That's right, Toto. Most of Britain as been deluged with what seems to be endless rain, coupled with many of the country's rivers bursting their banks and flooding adjoining communities. Here in the northwest of England, these weather conditions have been magnified by the addition of near-freezing temperatures and gale force winds.
This past week, the River Calder, which flows through the Ribble Valley and our otherwise tranquil village of Whalley, burst its banks as well. With above-average volumes of water flowing from the river's source, miles away in Yorkshire, coupled with the lunar-driven tides of the nearby Irish Sea, the "perfect conditions" for the type of flooding that would get Noah excited with anticipation were set into motion. Many of the homes within our village, along with the historic ruins of Whalley Abbey found themselves partially submerged. Fortuantely, our home lies on higher ground and we were spared the fate of many of our neighbours.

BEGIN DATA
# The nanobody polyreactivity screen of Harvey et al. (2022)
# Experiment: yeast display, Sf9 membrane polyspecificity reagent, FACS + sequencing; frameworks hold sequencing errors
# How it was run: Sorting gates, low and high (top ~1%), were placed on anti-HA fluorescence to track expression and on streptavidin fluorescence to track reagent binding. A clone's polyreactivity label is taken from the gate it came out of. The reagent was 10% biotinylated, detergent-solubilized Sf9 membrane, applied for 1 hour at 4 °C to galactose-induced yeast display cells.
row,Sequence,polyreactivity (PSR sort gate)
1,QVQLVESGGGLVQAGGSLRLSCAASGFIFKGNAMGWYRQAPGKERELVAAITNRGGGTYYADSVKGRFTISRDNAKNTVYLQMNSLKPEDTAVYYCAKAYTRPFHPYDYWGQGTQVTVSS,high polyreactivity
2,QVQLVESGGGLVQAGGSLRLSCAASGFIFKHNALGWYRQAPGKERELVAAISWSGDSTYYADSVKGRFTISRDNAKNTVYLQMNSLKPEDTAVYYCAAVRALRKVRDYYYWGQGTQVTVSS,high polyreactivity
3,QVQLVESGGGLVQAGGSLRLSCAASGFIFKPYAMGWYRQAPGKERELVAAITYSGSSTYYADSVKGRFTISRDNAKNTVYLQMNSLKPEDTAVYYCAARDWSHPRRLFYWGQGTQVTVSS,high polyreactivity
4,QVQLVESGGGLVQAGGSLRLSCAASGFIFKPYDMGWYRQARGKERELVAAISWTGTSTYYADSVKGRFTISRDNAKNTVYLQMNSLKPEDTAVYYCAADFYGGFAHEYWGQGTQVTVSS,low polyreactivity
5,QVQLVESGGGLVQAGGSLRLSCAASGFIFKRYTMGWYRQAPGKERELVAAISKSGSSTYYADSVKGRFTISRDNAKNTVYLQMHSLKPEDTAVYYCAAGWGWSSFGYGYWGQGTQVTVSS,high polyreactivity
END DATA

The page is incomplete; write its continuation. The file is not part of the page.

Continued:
With service suspended along key passenger rail lines, and millions of pounds in financial losses to residential, commercial, and agricultural property, enquiries are once again being directed towards London regarding the investment (or lack of) into the country's flood control infrastructure. Questions are also being raised (again) as to the overall ecological effect of the construction of new housing in this country, and the lack of forward planning for associated side-effects such as the wide-spread flooding just experienced.
In the meantime, Sarah and I are doing our own forward planning. In a few weeks time, we will be attending the Focus On Imaging photographic industry trade convention, at the National Exhibition Centre (NEC), in Birmingham.